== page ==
Size: 42 X 26.5 in.
watercolour, paper, Artist Owned Frame

Please contact the gallery for more information on this work.

40 x 55” framed

"This painting of Paradise Valley in Banff National Park represents the landscape below and above treeline, and illustrates the many types of lines that trees create - long sinuous shadows, elegant vertical lines of evergreens, and the dark horizontal line of the forest edge. The treeline is a constant consideration in all of our outdoor pursuits and influences most of my landscapes in one manner or another. 
We have skied up this valley every year for about the past twenty-five, and have been lucky enough to witness this spectacle of light and shadow only a handful of times. It requires many factors to align - the exact time of day and year, clear skies, fresh snow, low winds, and at least the first part of the route to have been skied upon (at that time of year, often no one has yet skied up the valley to this point so breaking trail is expected, but breaking trail the entire way takes forever, and one is likely to miss the light entirely.)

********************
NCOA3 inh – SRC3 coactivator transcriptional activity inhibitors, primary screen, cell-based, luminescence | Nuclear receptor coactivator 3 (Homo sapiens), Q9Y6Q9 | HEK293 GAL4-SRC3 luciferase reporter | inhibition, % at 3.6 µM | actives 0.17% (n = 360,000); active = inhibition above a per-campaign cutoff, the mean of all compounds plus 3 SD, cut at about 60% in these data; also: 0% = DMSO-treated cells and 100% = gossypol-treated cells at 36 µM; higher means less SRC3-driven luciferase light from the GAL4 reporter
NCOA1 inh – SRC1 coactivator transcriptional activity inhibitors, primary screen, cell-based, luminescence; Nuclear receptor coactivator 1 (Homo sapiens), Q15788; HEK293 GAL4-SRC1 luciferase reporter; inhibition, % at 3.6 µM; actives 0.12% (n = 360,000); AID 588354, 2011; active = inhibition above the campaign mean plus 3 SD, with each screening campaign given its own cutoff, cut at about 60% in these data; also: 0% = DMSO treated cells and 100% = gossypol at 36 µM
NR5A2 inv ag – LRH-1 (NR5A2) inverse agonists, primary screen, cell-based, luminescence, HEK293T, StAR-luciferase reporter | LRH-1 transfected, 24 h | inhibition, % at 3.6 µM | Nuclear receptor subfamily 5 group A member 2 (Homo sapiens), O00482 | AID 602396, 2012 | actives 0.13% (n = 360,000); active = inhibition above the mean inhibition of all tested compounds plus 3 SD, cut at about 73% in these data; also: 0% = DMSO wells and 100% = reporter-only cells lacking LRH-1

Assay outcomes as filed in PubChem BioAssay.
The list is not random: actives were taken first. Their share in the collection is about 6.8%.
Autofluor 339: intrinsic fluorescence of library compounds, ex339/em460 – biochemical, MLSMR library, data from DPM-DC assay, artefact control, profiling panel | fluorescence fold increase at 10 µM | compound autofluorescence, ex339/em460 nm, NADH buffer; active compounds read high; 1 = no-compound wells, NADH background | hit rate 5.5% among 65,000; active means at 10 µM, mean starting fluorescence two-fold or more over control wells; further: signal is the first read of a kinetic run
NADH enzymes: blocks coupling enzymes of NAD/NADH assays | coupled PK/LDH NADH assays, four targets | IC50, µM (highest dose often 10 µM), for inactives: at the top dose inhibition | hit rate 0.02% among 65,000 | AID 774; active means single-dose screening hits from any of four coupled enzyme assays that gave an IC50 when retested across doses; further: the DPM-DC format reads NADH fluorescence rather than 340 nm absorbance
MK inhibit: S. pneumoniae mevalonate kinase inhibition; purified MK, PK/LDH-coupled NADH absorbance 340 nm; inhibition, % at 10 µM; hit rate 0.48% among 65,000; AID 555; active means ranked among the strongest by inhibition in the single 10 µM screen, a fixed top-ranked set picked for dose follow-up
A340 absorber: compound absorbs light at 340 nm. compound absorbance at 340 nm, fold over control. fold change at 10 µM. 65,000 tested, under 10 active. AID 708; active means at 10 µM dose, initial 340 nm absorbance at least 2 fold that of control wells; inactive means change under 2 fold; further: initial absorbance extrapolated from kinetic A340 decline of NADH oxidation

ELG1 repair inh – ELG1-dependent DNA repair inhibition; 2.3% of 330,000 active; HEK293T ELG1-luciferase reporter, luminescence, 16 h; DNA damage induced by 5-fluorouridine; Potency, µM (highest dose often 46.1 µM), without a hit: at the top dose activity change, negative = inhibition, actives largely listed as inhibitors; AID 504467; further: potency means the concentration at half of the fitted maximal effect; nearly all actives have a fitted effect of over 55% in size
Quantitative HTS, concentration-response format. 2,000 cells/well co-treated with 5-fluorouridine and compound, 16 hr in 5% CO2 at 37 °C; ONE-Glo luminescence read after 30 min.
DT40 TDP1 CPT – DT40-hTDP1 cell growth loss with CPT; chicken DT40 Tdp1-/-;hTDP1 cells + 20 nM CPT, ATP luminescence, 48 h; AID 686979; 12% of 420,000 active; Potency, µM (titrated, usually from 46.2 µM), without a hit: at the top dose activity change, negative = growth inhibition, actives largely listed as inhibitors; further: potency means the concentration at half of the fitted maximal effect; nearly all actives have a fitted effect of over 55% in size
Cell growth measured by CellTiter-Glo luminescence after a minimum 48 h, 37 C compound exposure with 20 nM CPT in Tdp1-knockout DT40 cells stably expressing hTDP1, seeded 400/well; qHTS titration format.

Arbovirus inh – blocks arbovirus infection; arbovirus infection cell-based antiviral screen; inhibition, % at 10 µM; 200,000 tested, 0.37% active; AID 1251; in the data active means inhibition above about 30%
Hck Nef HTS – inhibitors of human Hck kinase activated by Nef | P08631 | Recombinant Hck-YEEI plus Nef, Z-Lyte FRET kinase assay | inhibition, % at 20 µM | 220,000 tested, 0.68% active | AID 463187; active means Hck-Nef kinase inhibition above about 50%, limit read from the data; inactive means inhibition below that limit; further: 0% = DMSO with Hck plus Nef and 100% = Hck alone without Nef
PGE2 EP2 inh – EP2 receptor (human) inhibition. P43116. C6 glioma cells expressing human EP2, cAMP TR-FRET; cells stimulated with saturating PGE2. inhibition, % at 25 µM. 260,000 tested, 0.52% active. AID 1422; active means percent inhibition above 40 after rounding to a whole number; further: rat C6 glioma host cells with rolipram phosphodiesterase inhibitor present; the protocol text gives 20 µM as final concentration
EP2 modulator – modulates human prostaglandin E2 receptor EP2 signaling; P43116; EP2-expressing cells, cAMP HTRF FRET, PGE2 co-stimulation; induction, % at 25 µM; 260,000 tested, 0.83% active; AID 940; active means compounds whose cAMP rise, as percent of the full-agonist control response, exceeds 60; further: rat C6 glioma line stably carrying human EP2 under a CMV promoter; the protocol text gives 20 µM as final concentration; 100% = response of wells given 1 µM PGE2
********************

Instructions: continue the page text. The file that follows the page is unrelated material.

At the end of December, the sun sweeps low behind Eiffel and Pinnacle peaks, disappears at about 3:00 p.m. behind Wastach Mountain, then re-emerges for maybe 15 minutes before being obscured by the great flank of Hungabee. That precious and precise bit of light creates almost impossibly long tree shadows, and paints the snow hues of gold and indigo. The sun streams though the trees showing off their delicate needles and branches, and briefly rests on an open spot in the creek. A few moments later, the sun will have set and we will have turned around to follow our tracks back down by headlamp, leaving the valley in the still peace of winter."
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